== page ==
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Three Things Every Medical Technical Writer Learns the Hard Way

What a thrill it is to land a job in the medical device industry as a Medical Technical Writer until you run into the mine-field of regulated documentation. Medical devices in the U.S. are regulated by the U.S. Food and Drug Administration (FDA). Between the demands of the FDA and complying with the requirements of the International Organization for Standardization (ISO), the myriad of rules and regulations that medical device manufacturers have to follow is mind-boggling. Ultimately, medical device manufacturers have developed extensive processes to ensure adherence to the regulations.

medical technical writer

So, let’s really up the ante by having that regulated documentation translated into, say, 20 languages, and now you have a recipe for disaster for a new employee. It doesn't matter how many companies you may have worked for, you can count on the fact that the one that just hired you has their own interpretation of the rules and regulations, and the processes they use to adhere to them.


After years as a Medical Technical Writer, here are three conventions I learned the hard way:


Never change a word in an approved document that was not requested.

Why? Because every word that is changed has to be approved. Any changes that were not requested will have to be defended to the Approvers. And don’t think you can sneak in those changes and no one will know. A previously translated document means that the translators have Translation Memory file, when your updated version is compared to their Translation Memory files, you’ll be busted. At approximately $5 a translated word, “I thought it sounded better that way” isn’t going to fly! Bottom line, you can’t change a word that isn’t requested just because you thought it was a good idea.


Find out about placeholder text before it becomes a problem.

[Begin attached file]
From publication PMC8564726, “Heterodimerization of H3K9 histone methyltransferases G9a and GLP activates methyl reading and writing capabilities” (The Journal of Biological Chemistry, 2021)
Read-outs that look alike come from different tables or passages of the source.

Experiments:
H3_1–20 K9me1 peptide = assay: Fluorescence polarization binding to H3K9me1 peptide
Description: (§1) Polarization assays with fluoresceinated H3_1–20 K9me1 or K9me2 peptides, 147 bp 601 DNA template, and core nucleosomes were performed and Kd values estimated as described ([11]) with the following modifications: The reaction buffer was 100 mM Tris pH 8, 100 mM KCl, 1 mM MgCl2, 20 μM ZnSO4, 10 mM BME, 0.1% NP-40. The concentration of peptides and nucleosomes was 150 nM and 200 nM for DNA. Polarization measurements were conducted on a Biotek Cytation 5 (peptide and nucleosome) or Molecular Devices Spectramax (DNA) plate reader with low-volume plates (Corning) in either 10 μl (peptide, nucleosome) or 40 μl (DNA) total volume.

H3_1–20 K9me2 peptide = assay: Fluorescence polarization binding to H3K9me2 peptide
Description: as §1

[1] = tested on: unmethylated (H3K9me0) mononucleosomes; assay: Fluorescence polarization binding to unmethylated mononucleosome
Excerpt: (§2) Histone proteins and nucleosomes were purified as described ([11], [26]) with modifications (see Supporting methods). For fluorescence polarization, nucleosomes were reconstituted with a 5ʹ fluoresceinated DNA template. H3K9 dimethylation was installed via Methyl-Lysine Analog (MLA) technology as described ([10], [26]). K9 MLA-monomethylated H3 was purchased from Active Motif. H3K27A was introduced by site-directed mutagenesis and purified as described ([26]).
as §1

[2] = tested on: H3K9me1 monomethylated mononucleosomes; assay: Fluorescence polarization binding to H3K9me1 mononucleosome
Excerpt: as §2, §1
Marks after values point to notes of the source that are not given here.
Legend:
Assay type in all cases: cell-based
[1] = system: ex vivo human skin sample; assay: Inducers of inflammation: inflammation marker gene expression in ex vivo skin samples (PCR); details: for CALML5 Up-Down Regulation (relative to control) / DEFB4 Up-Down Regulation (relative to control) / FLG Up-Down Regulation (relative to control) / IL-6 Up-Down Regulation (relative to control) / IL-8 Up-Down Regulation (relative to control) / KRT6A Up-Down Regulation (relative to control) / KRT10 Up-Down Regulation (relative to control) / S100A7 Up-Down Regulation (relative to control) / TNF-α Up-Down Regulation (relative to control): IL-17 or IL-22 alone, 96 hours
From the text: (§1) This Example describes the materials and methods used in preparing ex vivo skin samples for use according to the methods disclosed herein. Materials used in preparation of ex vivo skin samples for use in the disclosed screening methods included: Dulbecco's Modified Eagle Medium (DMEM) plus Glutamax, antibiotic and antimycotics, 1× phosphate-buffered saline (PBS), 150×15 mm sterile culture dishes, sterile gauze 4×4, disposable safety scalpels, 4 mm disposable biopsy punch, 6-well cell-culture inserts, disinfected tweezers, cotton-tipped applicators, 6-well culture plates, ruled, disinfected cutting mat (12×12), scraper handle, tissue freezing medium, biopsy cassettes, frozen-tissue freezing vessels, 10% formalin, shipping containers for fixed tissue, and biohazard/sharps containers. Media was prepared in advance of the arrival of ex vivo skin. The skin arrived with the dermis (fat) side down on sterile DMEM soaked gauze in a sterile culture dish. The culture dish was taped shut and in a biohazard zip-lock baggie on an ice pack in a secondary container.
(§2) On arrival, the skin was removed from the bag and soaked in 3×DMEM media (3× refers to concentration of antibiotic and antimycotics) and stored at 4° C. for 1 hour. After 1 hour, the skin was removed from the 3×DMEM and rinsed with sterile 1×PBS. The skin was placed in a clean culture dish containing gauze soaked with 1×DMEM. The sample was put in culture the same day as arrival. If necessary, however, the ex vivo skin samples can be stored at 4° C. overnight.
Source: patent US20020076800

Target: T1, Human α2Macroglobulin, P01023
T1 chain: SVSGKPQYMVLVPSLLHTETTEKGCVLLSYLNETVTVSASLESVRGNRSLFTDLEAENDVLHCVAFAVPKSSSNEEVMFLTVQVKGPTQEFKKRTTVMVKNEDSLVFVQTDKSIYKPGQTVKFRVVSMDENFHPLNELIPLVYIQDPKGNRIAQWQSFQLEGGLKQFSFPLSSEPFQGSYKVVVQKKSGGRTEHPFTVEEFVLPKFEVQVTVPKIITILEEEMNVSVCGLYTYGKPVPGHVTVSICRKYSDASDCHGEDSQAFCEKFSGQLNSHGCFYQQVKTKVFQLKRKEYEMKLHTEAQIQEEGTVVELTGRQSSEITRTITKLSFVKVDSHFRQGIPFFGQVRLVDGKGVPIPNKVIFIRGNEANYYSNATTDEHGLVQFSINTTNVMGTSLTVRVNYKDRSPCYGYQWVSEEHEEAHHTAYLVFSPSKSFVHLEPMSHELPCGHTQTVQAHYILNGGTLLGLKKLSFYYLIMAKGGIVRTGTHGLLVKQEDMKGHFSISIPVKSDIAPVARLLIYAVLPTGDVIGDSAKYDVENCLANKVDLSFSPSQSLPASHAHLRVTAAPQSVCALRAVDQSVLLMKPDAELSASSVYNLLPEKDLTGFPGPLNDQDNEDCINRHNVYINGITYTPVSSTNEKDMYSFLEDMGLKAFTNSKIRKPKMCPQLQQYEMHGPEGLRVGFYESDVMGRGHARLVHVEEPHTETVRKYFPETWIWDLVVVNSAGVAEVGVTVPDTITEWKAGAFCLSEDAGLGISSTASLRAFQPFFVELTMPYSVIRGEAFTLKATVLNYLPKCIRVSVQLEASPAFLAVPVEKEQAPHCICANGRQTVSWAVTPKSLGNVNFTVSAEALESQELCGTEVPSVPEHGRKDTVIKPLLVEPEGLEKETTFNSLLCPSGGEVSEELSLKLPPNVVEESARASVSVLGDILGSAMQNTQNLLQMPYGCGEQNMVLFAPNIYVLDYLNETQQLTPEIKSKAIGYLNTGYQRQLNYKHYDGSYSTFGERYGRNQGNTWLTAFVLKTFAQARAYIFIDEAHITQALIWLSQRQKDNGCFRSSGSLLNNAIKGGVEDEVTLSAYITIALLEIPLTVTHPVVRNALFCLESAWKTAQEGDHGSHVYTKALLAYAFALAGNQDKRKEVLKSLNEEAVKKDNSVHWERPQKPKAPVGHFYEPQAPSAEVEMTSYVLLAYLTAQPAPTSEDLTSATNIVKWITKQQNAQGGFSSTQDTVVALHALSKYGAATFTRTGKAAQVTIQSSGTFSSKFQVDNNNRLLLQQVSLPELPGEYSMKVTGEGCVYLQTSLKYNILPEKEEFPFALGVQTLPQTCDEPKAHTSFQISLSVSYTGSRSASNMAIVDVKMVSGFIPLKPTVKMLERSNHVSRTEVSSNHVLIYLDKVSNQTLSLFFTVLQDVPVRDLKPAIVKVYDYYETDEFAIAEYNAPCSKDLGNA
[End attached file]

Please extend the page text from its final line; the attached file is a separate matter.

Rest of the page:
Every company has their own version of placeholder text that is intended to be filled in later with the actual data before publication. It could be dates or names or other data that isn’t available at the time of the writing. The convention could be entering XXXXs or text in brackets or parenthesis. If you don’t know that, you won’t know to substitute the actual data before publication, which can lead to having a document recalled or being designated as non-conforming. Always ask if a company uses placeholder text and if yes, what are the rules and how will you recognize it? Do your homework on placeholder text before it becomes a problem.


Check that all documents and forms associated with an approval process are correct before you hit the Send button.

Where there are regulations, there are documents that have to be approved to ensure they comply with the regulations. Approvers are usually delegated by each department that is responsible to weigh in on the content. Approvers are required to review the content and ensure that it complies with the regulatory standards that are mandated in their department. There is no greater minefield in the day of a Medical Technical Writer than the approval process. Not only do you have to produce an error-free copy of the document for review, you must also ensure that any approval forms that accompany the document are properly filled out. Therein lays the danger. Approval forms are chock-full of vital information that is the bastion of the well informed. To this day, I have a mild anxiety attack right before I hit the Send button on a Request for Approval. Never fill one out in a hurry. Never send one at the last minute before a meeting. Check that the document is the correct version, being sent to the correct approvers, for the correct product line, and that every piece of data on the requesting form is absolutely associated with that approval. Check and recheck before you send a document for approval.  Check twice, send once.

The Take Aways

  1. Never change a word in an approved document that was not requested.

  2. Find and update placeholder text before it becomes a problem.

  3. Check that all documents and forms associated with the approval process are correct.


What are some of the medical industry conventions you've learned? Share your comment below.

Topics: technical writing